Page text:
Victorian Opera, Nixon in China

Nixon in China, Photo by Martin Philbey
Nixon in China publicity, Photo by Martin Philbey

Nixon in China
Victorian Opera
Her Majesty’s Theatre
16–23 May

Natural minor scales rise ominously beneath a blood-red curtain. Slowly, a chorus in Zhongshan suits emerges from between the fiery drapes and intones Mao Tse-tung’s “Three Rules of Discipline and Eight Points for Attention,” the fundamental guidelines of the Chinese Red Army from 1928. Dropping subito piano and slowly approaching the audience, the chorus chants: “The people are the heroes now, Behemoth pulls the peasant’s plow.”

The awesome serenity of this opening evokes the mythology that China projected both to itself and to the West during the purges of the Cultural Revolution. It was into the long aftermath of this slaughter that Richard Nixon descended in 1972 and introduced a new layer of mediatised, political heroism through the broadcasting of the presidential visit (as Nixon (Barry Ryan) sings, “News has a kind of mystery”). Victorian Opera’s production is faithful to a third layer of mythology—after China’s propaganda and Western mediatisation—that John Adams and Peter Sellars inaugurated in 1987 to reflect the larger-than life image of the figures shown on the receiving end of the television. Victorian Opera’s production achieves a high level of historical accuracy in design and performance, from Mao and Nixon’s covered arm-chairs by set designer Richard Roberts, to Mrs Nixon’s ’70s outfits by costume designer Esther Marie Hayes, to the general recreation at Her Majesty’s Theatre of the opera’s previous incarnations by director Roger Hodgman. Even coming from a generation that didn’t grow up in the shadow of Nixon and Mao, the opera appeared relevant in its presentation of the conflict of humanism and political principle and the mediatisation of politics.

The drama of the first act relies on the audience’s acceptance, through their own experience of the era, of the importance of Nixon’s visit. Today Nixon’s dramatic entry on Air Force One is trivialised somewhat by the knowledge that for many years China and America had been trading table tennis players in an initiative now referred to as “ping-pong diplomacy.” I could certainly have exchanged Nixon and Mao’s duet about government bonds for an operatic game of table tennis. Baritone Bradley Daley expertly embodies the ailing Mao, though his villainous entry to thundering timpani necessarily had to contrast with the footage of Nixon and Mao’s actual meeting, where the Chairman laughs and chatters excitedly and the President smiles and fidgets nervously.

But the opera breaks down its own myths soon enough. The monumental first act, focusing on Nixon and Mao, is juxtaposed with an irreverent, “feminine” second act dealing with the wives of the protagonists, Mrs Nixon and Chiang Ch’ing. Here the true heroine of the opera, Mrs Nixon, presents the fundamental opposition of the opera, which is not Democracy and Communism, but a sort of bleeding-heart humanism and the political principle of equality, an opposition that sees no easy resolution. Mrs Nixon is initially sympathetic to the communist principle of equality, while also upholding man’s liberties. Touring a factory she “forsees a time when luxury dissolves into the air like a perfume” while people are free to speculate on the economy. The casting of Kissinger as the slave driver in Chiang Ch’ing’s revolutionary ballet The Red Detachment of Women quickly puts an end to this dream. Mrs Nixon asks “doesn’t that look like you know who?” as Kissinger (Andrew Collis) rises from his seat and enters the ballet. This leaves an empty seat next to Chiang Ch’ing and the Nixons, a reminder that the roles of oppressed and oppressor are so many places within larger economic and political structures waiting to be filled. The humanist Mrs Nixon does not realise this when she mistakes the play for reality and runs over to the beaten peasant girl. The Nixons exit as the peasant girl is armed and takes aim at the tyrant.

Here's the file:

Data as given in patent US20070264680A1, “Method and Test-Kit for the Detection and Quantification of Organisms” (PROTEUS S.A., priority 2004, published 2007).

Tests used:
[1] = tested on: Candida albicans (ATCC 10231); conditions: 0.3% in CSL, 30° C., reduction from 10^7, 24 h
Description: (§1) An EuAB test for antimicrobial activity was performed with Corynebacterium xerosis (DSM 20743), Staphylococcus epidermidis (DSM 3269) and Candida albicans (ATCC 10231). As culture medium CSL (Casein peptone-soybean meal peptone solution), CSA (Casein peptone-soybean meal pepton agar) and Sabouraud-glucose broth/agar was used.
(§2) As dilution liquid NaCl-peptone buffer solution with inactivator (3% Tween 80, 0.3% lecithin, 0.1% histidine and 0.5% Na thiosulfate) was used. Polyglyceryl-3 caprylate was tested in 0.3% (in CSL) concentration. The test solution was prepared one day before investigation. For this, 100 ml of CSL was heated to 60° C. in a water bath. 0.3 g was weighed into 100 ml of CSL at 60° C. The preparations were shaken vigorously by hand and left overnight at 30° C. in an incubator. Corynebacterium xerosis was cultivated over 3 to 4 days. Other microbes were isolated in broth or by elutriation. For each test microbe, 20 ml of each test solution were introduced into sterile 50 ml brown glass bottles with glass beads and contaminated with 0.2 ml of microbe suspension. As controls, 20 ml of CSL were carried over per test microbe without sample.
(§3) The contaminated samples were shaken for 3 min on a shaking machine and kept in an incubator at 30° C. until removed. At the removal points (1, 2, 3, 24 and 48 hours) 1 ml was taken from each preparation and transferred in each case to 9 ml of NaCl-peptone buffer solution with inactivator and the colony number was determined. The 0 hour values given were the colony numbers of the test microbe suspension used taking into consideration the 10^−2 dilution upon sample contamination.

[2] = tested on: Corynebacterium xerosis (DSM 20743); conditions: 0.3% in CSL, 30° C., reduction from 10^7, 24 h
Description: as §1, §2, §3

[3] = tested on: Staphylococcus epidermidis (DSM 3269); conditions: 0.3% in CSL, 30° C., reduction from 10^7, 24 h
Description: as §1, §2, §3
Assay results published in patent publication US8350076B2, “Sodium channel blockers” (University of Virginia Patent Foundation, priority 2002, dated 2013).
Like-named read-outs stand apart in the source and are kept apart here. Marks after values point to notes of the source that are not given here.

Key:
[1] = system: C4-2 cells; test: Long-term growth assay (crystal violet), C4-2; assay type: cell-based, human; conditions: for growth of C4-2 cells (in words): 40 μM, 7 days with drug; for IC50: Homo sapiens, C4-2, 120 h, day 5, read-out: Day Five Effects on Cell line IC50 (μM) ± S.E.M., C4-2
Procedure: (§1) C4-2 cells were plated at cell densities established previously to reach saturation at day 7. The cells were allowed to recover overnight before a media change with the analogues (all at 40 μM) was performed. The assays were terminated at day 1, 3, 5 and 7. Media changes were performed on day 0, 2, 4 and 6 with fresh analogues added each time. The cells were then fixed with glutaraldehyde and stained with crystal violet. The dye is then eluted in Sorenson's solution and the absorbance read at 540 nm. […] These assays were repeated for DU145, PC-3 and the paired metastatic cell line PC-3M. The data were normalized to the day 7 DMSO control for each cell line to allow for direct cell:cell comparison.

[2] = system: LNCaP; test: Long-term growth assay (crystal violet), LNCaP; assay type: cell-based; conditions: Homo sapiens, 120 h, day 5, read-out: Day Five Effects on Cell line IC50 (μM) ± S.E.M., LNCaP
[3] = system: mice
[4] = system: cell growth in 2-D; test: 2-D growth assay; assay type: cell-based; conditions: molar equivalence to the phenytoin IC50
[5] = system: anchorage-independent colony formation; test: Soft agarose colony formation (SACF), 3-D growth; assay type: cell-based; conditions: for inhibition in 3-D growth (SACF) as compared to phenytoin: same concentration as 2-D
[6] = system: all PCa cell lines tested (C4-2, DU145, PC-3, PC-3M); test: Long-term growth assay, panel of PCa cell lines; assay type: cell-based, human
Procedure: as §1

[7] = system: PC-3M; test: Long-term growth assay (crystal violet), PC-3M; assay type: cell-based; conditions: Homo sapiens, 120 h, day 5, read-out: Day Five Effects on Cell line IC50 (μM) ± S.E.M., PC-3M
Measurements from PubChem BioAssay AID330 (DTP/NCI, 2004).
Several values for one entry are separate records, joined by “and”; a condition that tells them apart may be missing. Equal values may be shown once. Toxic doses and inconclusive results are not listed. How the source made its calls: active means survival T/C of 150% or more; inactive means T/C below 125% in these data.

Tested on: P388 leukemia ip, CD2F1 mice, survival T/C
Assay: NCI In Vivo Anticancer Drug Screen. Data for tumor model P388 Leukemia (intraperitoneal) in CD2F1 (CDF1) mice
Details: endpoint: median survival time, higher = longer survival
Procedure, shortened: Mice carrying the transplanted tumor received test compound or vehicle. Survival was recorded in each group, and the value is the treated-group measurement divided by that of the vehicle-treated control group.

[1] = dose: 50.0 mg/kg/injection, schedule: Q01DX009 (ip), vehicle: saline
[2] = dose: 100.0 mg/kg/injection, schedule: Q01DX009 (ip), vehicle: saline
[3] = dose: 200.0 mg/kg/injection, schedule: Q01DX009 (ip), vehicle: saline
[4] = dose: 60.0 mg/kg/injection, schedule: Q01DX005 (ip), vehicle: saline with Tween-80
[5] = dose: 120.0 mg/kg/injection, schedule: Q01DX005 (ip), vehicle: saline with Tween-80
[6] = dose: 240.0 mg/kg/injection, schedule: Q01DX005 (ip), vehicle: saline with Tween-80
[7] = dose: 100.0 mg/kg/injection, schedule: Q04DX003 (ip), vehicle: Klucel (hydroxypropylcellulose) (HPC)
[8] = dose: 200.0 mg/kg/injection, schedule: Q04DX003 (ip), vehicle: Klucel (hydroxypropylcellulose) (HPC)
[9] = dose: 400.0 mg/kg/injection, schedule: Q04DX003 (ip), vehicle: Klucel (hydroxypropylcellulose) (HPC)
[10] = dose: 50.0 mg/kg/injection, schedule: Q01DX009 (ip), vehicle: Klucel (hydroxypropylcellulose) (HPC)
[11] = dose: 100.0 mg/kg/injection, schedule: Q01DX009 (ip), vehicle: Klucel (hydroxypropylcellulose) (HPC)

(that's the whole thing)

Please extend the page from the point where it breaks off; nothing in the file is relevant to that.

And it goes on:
This unresolvable middle ground is also represented by Chinese Premier and peace-broking middleman Zhou Enlai, the only character to escape ridicule. Mao is portrayed as a mildly-expressed lecher, patting his female aide on the knee and referring to Madame Mao as “that tasty little starlet.” Nixon passes Kissinger small change for playing with the “backroom boys.” Tiffany Speight as Pat Nixon and Eva Jinhee Kong as Chiang Ch’ing give such stunning performances that you almost forgive Goodman their shallow characterization as soft-hearted ditz and fanatical harpy.

Not only is the conflict between humanism and political principle a perennial issue, Nixon in China remains relevant because it witnesses the birth of the sort of mediatised politics smothering political debate in Australia today. As Nixon’s speech at the state dinner was transmitted via satellite around the world, so every movement of a leader today is scrutinised and blown out of proportion, leading to the exaggeration of the trivial and the banalisation of the grandiose. As one audience member remarked on leaving the theatre: “Can you imagine someone doing that with Gillard or Abbott?” Actually, after watching the 1971 World Table Tennis Championship, I think I can.

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